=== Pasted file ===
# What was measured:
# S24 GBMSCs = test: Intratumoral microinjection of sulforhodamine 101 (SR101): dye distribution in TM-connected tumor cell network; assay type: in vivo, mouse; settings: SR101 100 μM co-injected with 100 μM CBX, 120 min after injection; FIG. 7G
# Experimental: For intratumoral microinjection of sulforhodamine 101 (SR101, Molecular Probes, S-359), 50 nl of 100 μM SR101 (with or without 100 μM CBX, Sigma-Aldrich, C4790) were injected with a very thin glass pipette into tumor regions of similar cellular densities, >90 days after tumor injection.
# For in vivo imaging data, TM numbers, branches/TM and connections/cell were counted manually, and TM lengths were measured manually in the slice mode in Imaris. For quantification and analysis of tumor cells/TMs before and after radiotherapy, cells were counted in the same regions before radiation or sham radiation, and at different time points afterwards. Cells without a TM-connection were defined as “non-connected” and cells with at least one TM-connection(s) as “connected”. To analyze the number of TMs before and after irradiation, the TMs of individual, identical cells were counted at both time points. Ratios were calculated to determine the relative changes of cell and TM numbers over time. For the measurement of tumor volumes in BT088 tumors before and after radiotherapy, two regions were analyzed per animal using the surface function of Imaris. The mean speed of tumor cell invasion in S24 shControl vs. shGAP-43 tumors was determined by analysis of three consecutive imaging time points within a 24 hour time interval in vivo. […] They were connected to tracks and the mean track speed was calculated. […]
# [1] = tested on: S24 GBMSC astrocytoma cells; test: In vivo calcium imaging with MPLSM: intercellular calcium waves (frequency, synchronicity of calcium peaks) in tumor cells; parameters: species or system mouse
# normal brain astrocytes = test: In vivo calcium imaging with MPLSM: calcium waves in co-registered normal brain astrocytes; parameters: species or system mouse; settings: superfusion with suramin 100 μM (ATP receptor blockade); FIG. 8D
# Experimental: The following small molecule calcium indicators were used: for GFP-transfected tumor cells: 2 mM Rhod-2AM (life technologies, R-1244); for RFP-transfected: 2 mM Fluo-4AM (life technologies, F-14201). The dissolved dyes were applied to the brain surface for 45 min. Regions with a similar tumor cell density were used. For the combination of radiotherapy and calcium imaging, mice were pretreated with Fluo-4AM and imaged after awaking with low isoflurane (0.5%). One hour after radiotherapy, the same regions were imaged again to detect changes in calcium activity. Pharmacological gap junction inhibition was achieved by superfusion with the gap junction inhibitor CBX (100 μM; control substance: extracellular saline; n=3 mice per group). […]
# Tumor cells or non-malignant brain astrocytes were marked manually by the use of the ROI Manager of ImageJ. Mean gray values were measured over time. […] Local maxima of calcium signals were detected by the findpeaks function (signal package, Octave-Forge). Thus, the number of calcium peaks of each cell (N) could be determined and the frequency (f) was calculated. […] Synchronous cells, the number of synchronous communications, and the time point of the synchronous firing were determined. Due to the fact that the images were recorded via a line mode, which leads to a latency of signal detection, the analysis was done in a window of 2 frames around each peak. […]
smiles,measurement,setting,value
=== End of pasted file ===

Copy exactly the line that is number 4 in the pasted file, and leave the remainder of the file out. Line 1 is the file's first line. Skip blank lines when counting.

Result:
# For in vivo imaging data, TM numbers, branches/TM and connections/cell were counted manually, and TM lengths were measured manually in the slice mode in Imaris. For quantification and analysis of tumor cells/TMs before and after radiotherapy, cells were counted in the same regions before radiation or sham radiation, and at different time points afterwards. Cells without a TM-connection were defined as “non-connected” and cells with at least one TM-connection(s) as “connected”. To analyze the number of TMs before and after irradiation, the TMs of individual, identical cells were counted at both time points. Ratios were calculated to determine the relative changes of cell and TM numbers over time. For the measurement of tumor volumes in BT088 tumors before and after radiotherapy, two regions were analyzed per animal using the surface function of Imaris. The mean speed of tumor cell invasion in S24 shControl vs. shGAP-43 tumors was determined by analysis of three consecutive imaging time points within a 24 hour time interval in vivo. […] They were connected to tracks and the mean track speed was calculated. […]